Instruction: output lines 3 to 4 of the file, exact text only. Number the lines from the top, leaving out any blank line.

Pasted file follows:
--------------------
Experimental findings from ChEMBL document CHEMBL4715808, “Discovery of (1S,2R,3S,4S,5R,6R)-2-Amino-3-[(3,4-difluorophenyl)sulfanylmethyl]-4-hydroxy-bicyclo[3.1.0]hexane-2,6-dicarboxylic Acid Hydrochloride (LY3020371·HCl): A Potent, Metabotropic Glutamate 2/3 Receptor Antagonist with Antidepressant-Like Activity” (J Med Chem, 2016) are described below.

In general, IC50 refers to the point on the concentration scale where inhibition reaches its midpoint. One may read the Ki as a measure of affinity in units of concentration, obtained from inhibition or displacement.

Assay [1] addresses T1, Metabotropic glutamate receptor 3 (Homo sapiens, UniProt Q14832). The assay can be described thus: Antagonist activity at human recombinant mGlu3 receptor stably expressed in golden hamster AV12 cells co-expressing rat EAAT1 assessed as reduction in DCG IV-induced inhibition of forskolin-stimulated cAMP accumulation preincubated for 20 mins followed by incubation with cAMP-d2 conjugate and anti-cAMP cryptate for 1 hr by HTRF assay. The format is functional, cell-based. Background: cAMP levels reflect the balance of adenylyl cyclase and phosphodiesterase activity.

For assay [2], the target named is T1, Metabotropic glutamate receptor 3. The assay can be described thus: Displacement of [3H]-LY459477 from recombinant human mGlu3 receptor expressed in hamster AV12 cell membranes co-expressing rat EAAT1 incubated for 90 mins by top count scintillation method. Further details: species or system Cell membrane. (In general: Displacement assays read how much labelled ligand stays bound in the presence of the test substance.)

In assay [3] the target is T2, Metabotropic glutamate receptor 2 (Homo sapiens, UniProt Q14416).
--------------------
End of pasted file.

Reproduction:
Assay [1] addresses T1, Metabotropic glutamate receptor 3 (Homo sapiens, UniProt Q14832). The assay can be described thus: Antagonist activity at human recombinant mGlu3 receptor stably expressed in golden hamster AV12 cells co-expressing rat EAAT1 assessed as reduction in DCG IV-induced inhibition of forskolin-stimulated cAMP accumulation preincubated for 20 mins followed by incubation with cAMP-d2 conjugate and anti-cAMP cryptate for 1 hr by HTRF assay. The format is functional, cell-based. Background: cAMP levels reflect the balance of adenylyl cyclase and phosphodiesterase activity.

For assay [2], the target named is T1, Metabotropic glutamate receptor 3. The assay can be described thus: Displacement of [3H]-LY459477 from recombinant human mGlu3 receptor expressed in hamster AV12 cell membranes co-expressing rat EAAT1 incubated for 90 mins by top count scintillation method. Further details: species or system Cell membrane. (In general: Displacement assays read how much labelled ligand stays bound in the presence of the test substance.)